Perhaps the most telling aspect of Pacific vaccine programmes is that foreign powers continue to be interested in influencing the region, ensuring development assistance is not in short supply. 

In the decade prior to the pandemic, China initiated a new struggle for influence in the South Pacifc with previously dominant western powers in the region. Between 2011 and 2017, China contributed 8% of all foreign aid in the Pacific, making them the region’s third-largest donor. Furthermore, China’s construction activity in the Pacific was worth $958 million in 2017 – nearly six times the value of its aid funding. Many in the West are sceptical of Chinese support in the Pacific, believing the Chinese are serving their own military interests with projects such as an airstrip upgrade in the strategically placed atoll island-nation of Kiribati. At the end of 2020, China re-emphasised its strategic interests in the Pacific by signing a Memorandum of Understanding to fund a marine base in southern PNG, worth $150 million – further fueling Western concerns.

The rise of China’s pacific interests has also revived the interests of others in the region. In recent times, the focus of the western powers (the US, Australia and NZ) has been clear. Through trade and development agreements, they want to integrate the Pacific Island Countries in the global economic system.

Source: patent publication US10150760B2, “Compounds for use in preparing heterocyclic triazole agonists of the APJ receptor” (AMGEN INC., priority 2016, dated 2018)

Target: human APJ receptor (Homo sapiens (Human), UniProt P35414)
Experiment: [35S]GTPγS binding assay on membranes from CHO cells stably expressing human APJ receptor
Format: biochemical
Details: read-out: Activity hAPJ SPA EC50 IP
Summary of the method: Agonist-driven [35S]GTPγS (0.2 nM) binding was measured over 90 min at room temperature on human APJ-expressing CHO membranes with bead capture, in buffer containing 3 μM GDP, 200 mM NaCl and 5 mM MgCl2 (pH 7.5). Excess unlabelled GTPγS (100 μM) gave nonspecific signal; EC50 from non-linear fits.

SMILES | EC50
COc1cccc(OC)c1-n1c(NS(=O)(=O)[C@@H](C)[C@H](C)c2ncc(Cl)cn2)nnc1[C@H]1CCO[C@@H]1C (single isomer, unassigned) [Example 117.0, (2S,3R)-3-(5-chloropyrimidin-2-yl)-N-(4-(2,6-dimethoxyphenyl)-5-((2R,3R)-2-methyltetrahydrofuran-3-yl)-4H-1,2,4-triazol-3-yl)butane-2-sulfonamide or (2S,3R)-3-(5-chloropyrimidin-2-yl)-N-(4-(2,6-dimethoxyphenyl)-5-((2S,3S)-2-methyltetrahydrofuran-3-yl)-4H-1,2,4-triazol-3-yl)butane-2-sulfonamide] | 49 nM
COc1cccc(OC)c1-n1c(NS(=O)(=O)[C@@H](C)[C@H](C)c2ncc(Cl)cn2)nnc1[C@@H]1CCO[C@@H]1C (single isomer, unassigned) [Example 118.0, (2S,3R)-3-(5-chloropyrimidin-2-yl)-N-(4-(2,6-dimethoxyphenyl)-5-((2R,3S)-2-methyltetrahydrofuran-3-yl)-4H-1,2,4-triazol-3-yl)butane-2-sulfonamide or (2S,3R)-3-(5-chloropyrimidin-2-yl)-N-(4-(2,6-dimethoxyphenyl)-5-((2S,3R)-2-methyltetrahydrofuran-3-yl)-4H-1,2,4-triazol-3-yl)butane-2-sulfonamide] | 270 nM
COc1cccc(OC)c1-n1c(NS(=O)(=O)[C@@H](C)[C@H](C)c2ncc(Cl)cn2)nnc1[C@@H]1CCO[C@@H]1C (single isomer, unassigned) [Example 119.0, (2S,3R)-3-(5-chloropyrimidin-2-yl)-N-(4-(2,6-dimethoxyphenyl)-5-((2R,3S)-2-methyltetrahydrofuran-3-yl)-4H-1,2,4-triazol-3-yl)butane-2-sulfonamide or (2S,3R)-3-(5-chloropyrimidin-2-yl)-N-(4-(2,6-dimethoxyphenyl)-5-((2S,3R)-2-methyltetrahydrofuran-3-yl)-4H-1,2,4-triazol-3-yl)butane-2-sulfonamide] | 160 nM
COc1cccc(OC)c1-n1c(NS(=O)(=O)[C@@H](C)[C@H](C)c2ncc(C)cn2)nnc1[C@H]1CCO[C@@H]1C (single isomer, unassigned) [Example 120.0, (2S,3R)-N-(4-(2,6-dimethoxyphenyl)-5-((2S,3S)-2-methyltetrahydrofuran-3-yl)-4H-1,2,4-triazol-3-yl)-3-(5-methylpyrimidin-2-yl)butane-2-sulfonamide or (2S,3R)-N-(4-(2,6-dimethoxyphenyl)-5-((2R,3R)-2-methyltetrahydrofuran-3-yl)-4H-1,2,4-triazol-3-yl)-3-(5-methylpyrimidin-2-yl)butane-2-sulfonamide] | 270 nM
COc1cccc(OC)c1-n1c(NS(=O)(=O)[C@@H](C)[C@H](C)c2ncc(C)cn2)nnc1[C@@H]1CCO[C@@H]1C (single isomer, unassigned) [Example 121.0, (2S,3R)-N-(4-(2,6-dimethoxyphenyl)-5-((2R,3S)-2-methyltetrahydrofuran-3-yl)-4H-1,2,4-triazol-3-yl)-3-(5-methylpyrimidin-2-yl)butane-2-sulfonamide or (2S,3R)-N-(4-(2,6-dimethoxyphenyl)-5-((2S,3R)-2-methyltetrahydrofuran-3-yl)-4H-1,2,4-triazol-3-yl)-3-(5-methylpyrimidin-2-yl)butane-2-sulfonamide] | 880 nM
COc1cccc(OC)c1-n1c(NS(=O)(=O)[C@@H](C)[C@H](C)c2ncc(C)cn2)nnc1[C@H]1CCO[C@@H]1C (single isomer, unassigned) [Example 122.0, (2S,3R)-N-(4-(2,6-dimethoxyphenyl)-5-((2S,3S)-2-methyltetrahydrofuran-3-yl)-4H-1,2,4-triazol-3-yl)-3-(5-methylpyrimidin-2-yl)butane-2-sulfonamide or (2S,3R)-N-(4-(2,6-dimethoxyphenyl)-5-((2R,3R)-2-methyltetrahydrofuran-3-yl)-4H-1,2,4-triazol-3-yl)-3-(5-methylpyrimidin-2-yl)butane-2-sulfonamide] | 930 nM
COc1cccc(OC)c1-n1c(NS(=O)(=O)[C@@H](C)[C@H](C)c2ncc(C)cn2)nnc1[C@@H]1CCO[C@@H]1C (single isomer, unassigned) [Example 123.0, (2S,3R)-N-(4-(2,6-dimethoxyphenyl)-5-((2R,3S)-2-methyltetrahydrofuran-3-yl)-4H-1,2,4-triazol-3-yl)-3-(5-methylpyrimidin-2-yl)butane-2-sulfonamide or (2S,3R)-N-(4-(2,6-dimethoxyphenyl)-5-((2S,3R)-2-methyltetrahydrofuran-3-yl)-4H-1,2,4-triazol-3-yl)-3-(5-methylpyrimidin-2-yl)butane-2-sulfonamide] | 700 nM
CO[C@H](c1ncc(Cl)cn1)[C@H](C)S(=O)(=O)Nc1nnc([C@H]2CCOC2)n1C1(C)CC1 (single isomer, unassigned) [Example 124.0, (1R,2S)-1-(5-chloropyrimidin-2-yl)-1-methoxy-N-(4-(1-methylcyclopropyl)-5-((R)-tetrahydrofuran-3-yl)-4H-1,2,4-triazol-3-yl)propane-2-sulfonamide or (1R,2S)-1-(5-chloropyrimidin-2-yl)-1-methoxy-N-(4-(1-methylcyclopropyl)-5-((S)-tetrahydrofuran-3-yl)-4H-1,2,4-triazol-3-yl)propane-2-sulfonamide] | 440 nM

Key initiatives in the region include the PACER Plus. On the surface, PACER Plus is a trade agreement, but the agreement also commits Australia and New Zealand to providing a range of development assistance (financial and technical) to facilitate the Pacific’s ability to engage in global trade. 

Similarly, in October, Fiji signed a Trade and Investment Framework Agreement with the United States. This agreement is the first of its kind between the US and a developing state in the Pacific, signalling a new degree of willingness for the US to engage directly with the Pacific – likely a response to China’s interest in the region. 

As this struggle for influence in the Pacific grows, development assistance is likely to expand, improving infrastructure, boosting trade prospects and ultimately contributing to long-term growth in the region. The downside to this struggle remains the Pacific’s growing debt and shrinking autonomy, leaving Pacific states vulnerable to superpower confrontation. For now, Pacific leaders will be hopeful that a successful vaccine rollout can bring tourists to the region and restabilise their economies.

Categories: Asia Pacific, Covid-19